Abstract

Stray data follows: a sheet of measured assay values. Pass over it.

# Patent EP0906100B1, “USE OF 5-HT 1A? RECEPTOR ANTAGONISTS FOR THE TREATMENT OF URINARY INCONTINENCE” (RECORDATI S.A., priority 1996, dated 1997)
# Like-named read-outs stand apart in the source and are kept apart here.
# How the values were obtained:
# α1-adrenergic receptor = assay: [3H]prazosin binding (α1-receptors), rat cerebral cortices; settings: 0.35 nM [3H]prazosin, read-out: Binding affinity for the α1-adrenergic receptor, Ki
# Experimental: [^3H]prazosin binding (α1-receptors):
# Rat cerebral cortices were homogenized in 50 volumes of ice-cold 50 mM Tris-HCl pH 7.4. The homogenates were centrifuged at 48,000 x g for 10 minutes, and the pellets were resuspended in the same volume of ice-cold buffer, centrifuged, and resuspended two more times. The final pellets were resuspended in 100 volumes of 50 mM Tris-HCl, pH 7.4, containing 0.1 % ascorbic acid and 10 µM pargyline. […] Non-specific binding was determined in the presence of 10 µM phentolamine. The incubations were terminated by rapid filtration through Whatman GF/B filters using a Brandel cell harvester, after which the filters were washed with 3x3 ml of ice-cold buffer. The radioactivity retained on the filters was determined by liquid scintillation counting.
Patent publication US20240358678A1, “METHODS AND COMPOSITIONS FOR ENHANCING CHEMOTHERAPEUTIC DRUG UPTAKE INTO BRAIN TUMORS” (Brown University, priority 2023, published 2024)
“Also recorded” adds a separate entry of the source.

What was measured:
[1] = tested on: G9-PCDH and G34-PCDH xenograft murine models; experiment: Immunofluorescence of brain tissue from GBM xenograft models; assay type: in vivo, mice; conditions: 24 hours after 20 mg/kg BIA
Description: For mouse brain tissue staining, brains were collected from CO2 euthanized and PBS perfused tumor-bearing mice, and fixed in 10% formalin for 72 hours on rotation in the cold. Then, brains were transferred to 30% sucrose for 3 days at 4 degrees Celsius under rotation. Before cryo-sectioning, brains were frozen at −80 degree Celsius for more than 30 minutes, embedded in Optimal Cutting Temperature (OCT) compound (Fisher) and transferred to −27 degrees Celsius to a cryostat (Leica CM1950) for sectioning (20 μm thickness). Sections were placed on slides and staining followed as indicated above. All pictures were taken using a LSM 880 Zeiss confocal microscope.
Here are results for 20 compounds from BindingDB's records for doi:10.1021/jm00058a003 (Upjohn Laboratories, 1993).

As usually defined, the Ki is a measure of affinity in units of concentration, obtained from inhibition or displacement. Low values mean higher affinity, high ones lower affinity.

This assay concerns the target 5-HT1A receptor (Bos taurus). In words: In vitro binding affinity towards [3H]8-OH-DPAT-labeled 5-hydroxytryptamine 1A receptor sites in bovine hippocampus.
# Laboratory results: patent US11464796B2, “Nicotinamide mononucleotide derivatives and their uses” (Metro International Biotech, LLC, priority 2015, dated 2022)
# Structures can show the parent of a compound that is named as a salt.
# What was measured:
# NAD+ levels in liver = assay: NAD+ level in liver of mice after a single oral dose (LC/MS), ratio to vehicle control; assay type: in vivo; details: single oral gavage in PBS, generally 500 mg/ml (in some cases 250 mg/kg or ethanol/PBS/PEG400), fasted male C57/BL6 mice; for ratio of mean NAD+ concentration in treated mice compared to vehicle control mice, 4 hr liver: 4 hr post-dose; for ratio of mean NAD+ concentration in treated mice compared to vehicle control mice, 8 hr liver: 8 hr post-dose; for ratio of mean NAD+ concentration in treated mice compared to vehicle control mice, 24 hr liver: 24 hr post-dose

The southern Monashee Complex is a fault-bounded exposure of upper-amphibolite-grade basement gneisses (core gneisses) and unconformably overlying mantling metasedimentary gneisses. The eastern margin is marked by the Early Eocene ductile to brittle Columbia River fault zone; the western and southern margins are marked by the Monashee Decollement and structurally higher Selkirk allochthon.The basement gneisses are exposed in the cores of large, northeast-verging nappes that subsequently have been overprinted towards the east by the Columbia River fault zone. The basement gneisses are a supracrustal sequence intruded by at least two distinct orthogneisses: (i) a biotite granite gneiss ("gray gneiss") dated by U/Pb zircon at 1874 ± 21 Ma; and (ii) a ±hornblende–biotite K-feldspar augen gneiss dated by U/Pb zircon at 1934 ± 6 Ma.The supracrustal gneisses are predominantly heterogeneous biotite–quartz–feldspar gneiss interlayered with less common pelitic schist and calc-silicate gneiss. U/Pb zircon data on detrital zircon populations from this heterogeneous supracrustal sequence give 207Pb*/206Pb* ages of less than 2.2 Ga. Whole-rock Pb isotopic data indicate an age of approximately 2.0 Ga. Whole-rock Sm/Nd model ages on the two intrusive suites indicate separate sources, the 1874 Ma gneiss having been produced from similar-age juvenile Early Proterozoic material (TDM ≈ 2.2 Ga). In contrast, Nd data from the 1934 Ma augen gneiss clearly indicate interaction with a component of older (late Archean) material (TDM ≈ 2.8 Ga). Whole-rock Sm/Nd data from the supracrustal gneisses follow this same pattern, with one group (seven samples) similar to the 1874 Ma gneiss (with TDM ≈ 2.3–2.6 Ga) and a second group (five samples) showing provenance or derivation from an Archean source (TDM = 2.8–3.3 Ga). The age of the intrusive suites, combined with the Nd data, strongly argues for a correlation with the Early Proterozoic Wopmay orogenic belt in northern Canada.

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